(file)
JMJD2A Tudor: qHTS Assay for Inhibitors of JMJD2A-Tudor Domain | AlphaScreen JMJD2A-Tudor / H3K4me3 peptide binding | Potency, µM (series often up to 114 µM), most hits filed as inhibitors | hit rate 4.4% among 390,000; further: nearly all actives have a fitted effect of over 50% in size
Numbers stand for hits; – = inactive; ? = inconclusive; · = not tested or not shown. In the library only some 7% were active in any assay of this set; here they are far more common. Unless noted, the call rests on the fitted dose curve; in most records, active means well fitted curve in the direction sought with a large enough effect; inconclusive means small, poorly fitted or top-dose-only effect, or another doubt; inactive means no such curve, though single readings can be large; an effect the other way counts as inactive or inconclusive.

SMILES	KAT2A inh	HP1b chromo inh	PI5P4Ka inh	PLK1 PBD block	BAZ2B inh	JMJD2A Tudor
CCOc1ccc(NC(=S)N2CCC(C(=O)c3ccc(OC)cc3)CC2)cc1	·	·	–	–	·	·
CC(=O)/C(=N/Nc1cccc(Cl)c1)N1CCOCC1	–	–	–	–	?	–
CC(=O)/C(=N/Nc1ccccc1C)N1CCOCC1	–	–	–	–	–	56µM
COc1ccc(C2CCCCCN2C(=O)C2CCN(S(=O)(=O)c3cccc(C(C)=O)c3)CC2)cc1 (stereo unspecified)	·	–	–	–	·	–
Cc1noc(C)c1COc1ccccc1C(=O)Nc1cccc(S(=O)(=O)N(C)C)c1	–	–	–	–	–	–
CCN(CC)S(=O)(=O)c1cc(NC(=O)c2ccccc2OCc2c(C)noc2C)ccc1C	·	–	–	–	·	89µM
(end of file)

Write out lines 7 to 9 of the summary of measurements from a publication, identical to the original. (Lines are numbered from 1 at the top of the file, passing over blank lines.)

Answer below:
COc1ccc(C2CCCCCN2C(=O)C2CCN(S(=O)(=O)c3cccc(C(C)=O)c3)CC2)cc1 (stereo unspecified)	·	–	–	–	·	–
Cc1noc(C)c1COc1ccccc1C(=O)Nc1cccc(S(=O)(=O)N(C)C)c1	–	–	–	–	–	–
CCN(CC)S(=O)(=O)c1cc(NC(=O)c2ccccc2OCc2c(C)noc2C)ccc1C	·	–	–	–	·	89µM